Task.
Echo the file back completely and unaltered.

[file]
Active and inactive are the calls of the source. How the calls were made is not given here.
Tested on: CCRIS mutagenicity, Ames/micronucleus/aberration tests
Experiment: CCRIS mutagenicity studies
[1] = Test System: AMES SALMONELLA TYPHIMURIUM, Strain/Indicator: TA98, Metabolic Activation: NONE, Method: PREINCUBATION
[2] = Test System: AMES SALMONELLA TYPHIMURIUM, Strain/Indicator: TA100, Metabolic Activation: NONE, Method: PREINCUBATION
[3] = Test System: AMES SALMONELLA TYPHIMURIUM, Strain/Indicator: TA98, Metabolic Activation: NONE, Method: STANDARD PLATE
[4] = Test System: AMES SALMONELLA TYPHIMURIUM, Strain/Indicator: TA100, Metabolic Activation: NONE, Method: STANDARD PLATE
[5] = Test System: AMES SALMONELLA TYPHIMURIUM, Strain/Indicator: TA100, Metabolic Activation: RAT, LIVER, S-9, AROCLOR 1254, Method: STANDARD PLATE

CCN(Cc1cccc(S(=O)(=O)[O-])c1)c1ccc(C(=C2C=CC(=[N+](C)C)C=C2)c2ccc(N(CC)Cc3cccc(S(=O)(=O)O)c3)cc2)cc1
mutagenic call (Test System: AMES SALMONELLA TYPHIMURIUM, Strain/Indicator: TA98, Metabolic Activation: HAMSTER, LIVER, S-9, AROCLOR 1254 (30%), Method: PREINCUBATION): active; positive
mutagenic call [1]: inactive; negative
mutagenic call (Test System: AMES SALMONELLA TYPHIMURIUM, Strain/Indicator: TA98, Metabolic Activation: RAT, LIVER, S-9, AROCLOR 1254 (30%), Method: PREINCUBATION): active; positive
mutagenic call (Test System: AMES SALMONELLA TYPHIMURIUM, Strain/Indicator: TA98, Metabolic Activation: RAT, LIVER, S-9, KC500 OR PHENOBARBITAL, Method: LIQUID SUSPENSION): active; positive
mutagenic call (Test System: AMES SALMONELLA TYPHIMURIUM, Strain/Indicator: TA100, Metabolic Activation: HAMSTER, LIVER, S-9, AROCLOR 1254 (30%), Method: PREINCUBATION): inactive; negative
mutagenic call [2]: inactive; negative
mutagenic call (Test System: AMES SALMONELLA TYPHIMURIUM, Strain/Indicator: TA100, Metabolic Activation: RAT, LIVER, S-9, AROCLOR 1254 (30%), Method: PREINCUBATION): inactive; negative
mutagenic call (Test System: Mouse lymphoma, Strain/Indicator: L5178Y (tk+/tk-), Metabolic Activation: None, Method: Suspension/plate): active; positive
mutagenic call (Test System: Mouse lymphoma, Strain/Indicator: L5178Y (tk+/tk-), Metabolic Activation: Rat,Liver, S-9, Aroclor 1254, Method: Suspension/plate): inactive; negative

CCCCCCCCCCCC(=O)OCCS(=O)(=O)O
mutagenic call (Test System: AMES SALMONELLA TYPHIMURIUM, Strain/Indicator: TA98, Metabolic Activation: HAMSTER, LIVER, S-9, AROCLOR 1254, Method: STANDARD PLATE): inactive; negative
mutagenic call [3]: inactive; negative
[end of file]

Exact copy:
Active and inactive are the calls of the source. How the calls were made is not given here.
Tested on: CCRIS mutagenicity, Ames/micronucleus/aberration tests
Experiment: CCRIS mutagenicity studies
[1] = Test System: AMES SALMONELLA TYPHIMURIUM, Strain/Indicator: TA98, Metabolic Activation: NONE, Method: PREINCUBATION
[2] = Test System: AMES SALMONELLA TYPHIMURIUM, Strain/Indicator: TA100, Metabolic Activation: NONE, Method: PREINCUBATION
[3] = Test System: AMES SALMONELLA TYPHIMURIUM, Strain/Indicator: TA98, Metabolic Activation: NONE, Method: STANDARD PLATE
[4] = Test System: AMES SALMONELLA TYPHIMURIUM, Strain/Indicator: TA100, Metabolic Activation: NONE, Method: STANDARD PLATE
[5] = Test System: AMES SALMONELLA TYPHIMURIUM, Strain/Indicator: TA100, Metabolic Activation: RAT, LIVER, S-9, AROCLOR 1254, Method: STANDARD PLATE

CCN(Cc1cccc(S(=O)(=O)[O-])c1)c1ccc(C(=C2C=CC(=[N+](C)C)C=C2)c2ccc(N(CC)Cc3cccc(S(=O)(=O)O)c3)cc2)cc1
mutagenic call (Test System: AMES SALMONELLA TYPHIMURIUM, Strain/Indicator: TA98, Metabolic Activation: HAMSTER, LIVER, S-9, AROCLOR 1254 (30%), Method: PREINCUBATION): active; positive
mutagenic call [1]: inactive; negative
mutagenic call (Test System: AMES SALMONELLA TYPHIMURIUM, Strain/Indicator: TA98, Metabolic Activation: RAT, LIVER, S-9, AROCLOR 1254 (30%), Method: PREINCUBATION): active; positive
mutagenic call (Test System: AMES SALMONELLA TYPHIMURIUM, Strain/Indicator: TA98, Metabolic Activation: RAT, LIVER, S-9, KC500 OR PHENOBARBITAL, Method: LIQUID SUSPENSION): active; positive
mutagenic call (Test System: AMES SALMONELLA TYPHIMURIUM, Strain/Indicator: TA100, Metabolic Activation: HAMSTER, LIVER, S-9, AROCLOR 1254 (30%), Method: PREINCUBATION): inactive; negative
mutagenic call [2]: inactive; negative
mutagenic call (Test System: AMES SALMONELLA TYPHIMURIUM, Strain/Indicator: TA100, Metabolic Activation: RAT, LIVER, S-9, AROCLOR 1254 (30%), Method: PREINCUBATION): inactive; negative
mutagenic call (Test System: Mouse lymphoma, Strain/Indicator: L5178Y (tk+/tk-), Metabolic Activation: None, Method: Suspension/plate): active; positive
mutagenic call (Test System: Mouse lymphoma, Strain/Indicator: L5178Y (tk+/tk-), Metabolic Activation: Rat,Liver, S-9, Aroclor 1254, Method: Suspension/plate): inactive; negative

CCCCCCCCCCCC(=O)OCCS(=O)(=O)O
mutagenic call (Test System: AMES SALMONELLA TYPHIMURIUM, Strain/Indicator: TA98, Metabolic Activation: HAMSTER, LIVER, S-9, AROCLOR 1254, Method: STANDARD PLATE): inactive; negative
mutagenic call [3]: inactive; negative